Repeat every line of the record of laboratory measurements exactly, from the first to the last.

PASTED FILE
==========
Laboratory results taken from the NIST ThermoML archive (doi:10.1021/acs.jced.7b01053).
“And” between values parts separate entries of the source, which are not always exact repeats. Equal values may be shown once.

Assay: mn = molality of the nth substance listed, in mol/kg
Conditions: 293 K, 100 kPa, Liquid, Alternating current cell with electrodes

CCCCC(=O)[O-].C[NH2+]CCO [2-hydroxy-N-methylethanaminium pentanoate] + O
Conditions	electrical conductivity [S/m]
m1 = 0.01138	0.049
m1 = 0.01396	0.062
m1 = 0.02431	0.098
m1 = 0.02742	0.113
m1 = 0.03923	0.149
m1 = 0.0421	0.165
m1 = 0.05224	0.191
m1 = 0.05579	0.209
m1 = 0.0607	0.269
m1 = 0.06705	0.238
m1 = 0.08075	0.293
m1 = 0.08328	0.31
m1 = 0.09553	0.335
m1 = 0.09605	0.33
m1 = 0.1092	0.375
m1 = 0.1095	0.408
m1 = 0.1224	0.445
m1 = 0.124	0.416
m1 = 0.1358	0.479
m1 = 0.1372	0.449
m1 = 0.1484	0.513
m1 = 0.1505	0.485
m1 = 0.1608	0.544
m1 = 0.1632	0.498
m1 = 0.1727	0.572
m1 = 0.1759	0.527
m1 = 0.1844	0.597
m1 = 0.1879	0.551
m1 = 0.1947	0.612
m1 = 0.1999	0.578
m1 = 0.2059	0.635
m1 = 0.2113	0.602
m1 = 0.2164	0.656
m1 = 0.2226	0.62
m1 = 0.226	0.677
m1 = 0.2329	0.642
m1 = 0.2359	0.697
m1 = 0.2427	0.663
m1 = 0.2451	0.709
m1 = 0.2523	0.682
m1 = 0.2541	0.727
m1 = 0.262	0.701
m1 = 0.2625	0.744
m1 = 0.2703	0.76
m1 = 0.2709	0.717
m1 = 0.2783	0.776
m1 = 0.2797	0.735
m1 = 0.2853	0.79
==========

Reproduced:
Laboratory results taken from the NIST ThermoML archive (doi:10.1021/acs.jced.7b01053).
“And” between values parts separate entries of the source, which are not always exact repeats. Equal values may be shown once.

Assay: mn = molality of the nth substance listed, in mol/kg
Conditions: 293 K, 100 kPa, Liquid, Alternating current cell with electrodes

CCCCC(=O)[O-].C[NH2+]CCO [2-hydroxy-N-methylethanaminium pentanoate] + O
Conditions	electrical conductivity [S/m]
m1 = 0.01138	0.049
m1 = 0.01396	0.062
m1 = 0.02431	0.098
m1 = 0.02742	0.113
m1 = 0.03923	0.149
m1 = 0.0421	0.165
m1 = 0.05224	0.191
m1 = 0.05579	0.209
m1 = 0.0607	0.269
m1 = 0.06705	0.238
m1 = 0.08075	0.293
m1 = 0.08328	0.31
m1 = 0.09553	0.335
m1 = 0.09605	0.33
m1 = 0.1092	0.375
m1 = 0.1095	0.408
m1 = 0.1224	0.445
m1 = 0.124	0.416
m1 = 0.1358	0.479
m1 = 0.1372	0.449
m1 = 0.1484	0.513
m1 = 0.1505	0.485
m1 = 0.1608	0.544
m1 = 0.1632	0.498
m1 = 0.1727	0.572
m1 = 0.1759	0.527
m1 = 0.1844	0.597
m1 = 0.1879	0.551
m1 = 0.1947	0.612
m1 = 0.1999	0.578
m1 = 0.2059	0.635
m1 = 0.2113	0.602
m1 = 0.2164	0.656
m1 = 0.2226	0.62
m1 = 0.226	0.677
m1 = 0.2329	0.642
m1 = 0.2359	0.697
m1 = 0.2427	0.663
m1 = 0.2451	0.709
m1 = 0.2523	0.682
m1 = 0.2541	0.727
m1 = 0.262	0.701
m1 = 0.2625	0.744
m1 = 0.2703	0.76
m1 = 0.2709	0.717
m1 = 0.2783	0.776
m1 = 0.2797	0.735
m1 = 0.2853	0.79